1962 Ferrari 250 GTO sells for $38.1 million, beating record but not expectation

·Managing Editor

When the 19th copy of Enzo Ferrari's 250 GTO Berlinetta left Maranello in 1962, it was just another race car, one that had a hard life ahead of wrecks and in one instance a driver's death. Yet today, the GTO was poised to become the most expensive car ever sold, the new high mark in a global demand for classic cars.

Instead, Bonhams' auctioneer Roberts Brooks brought the hammer down at $34.65 million -- and with the 10 percent buyer's premium, the final price of $38.115 million set a new record for vehicle auctions, but was well short of the record for a private vehicle sale.

The sale by Bonhams kicked off the classic-car auction bonanza around the Pebble Beach Concours d'Elegance this weekend. Last year, the auctions by Bonhams, Gooding & Co., RM Auctions and others drew $312 million in sales; estimates by classic insurer Hagerty suggest this year's total could top $450 million, with the GTO leading the parade.

That a 1962 GTO would come up for auction at all is a watershed event; the 39 in existence rarely trade hands, and often only in private. Last year, another 250 GTO sold in a private sale for $52 million, well above the previous record-holder for a car sold at auction, Juan Manuel Fangio's Mercedes W196 that sold for $29.6 million.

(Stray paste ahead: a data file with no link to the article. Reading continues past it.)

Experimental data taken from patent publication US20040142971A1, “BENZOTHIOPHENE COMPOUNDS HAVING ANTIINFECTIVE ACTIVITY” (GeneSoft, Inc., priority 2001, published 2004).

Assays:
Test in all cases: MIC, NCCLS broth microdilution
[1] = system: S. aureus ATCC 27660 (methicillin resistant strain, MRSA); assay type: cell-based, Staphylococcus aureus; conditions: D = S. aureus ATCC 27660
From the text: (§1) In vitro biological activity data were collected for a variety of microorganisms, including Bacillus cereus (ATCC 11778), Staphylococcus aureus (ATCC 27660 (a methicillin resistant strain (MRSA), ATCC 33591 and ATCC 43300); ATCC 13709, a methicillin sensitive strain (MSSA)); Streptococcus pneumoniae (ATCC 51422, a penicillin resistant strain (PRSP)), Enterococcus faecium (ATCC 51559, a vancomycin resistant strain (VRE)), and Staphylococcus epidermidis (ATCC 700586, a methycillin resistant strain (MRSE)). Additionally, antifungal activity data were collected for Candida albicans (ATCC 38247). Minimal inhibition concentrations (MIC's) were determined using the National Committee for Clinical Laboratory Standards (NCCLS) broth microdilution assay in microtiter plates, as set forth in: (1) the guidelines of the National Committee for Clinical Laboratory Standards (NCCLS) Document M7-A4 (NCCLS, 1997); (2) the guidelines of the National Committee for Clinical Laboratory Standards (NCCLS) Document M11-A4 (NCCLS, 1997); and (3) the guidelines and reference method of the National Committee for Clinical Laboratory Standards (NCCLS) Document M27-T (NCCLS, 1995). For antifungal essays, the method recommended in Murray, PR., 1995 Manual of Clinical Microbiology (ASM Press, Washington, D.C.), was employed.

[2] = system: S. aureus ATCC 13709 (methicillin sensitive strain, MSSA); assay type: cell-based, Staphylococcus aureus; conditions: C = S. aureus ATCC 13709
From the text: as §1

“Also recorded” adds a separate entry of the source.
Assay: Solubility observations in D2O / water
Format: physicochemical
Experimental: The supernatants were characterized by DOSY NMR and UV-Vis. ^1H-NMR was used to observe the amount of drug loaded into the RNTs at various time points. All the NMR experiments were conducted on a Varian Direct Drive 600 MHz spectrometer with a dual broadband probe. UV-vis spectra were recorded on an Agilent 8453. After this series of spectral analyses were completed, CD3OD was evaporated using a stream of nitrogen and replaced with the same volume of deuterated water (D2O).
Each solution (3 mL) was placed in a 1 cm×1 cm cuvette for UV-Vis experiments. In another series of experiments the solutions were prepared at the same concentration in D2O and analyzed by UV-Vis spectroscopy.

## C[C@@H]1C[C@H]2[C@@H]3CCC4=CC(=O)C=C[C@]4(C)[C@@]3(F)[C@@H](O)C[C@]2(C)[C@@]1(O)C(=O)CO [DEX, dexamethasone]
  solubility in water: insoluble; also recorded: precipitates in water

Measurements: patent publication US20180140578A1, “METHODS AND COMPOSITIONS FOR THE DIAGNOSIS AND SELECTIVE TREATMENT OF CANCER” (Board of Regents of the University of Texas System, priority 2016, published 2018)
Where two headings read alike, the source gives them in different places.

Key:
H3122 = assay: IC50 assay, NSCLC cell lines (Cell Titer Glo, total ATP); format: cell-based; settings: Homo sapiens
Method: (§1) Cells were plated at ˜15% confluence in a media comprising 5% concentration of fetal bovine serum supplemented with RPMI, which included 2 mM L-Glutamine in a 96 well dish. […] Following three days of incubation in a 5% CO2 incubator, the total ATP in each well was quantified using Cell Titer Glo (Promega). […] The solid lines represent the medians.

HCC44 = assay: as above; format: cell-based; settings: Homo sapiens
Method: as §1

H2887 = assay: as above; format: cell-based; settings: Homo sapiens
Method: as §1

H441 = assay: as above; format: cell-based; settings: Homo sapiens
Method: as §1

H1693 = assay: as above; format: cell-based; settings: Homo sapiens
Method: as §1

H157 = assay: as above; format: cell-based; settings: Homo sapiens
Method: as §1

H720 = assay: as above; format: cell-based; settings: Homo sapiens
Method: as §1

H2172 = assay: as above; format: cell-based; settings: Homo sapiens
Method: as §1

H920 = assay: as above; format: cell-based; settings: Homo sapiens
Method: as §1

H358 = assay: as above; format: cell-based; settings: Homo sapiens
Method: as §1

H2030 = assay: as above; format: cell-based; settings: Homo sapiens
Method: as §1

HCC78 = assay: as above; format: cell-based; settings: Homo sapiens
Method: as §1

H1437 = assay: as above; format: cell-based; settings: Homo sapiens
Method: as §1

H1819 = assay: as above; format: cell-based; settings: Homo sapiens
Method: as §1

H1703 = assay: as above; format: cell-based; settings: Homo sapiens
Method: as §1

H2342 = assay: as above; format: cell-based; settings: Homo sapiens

But the massive valuations for what's considered the pinnacle of Ferrari collecting reflects the rising value for many other antique vehicles. While much of the demand has come from true car enthusiasts, the latest wave has also been driven by investors simply seeking an asset class gaining in value to park their money.

Brooks began the bidding for the Ferrari at $1.0 million, and within 30 seconds the bids had risen to $30 million. From there, the bidding slowed to a grind with two bidders swapping $50,000. When the hammer came down the large crowd at Bonhams cheered.

 “It’s been a genuine privilege to represent this outstanding car and we are absolutely delighted with today’s results," Brooks said afterwards. "We’ve always maintained that we would exceed the current world record and that the car would bring between $30-$40 million and today the GTO did just that.”

While still a record, and in line with generally rising values for Ferrari 250s, the sale will come as a disappointment for some owners around Pebble Beach who were hoping to set their own records on the Ferrari's wake.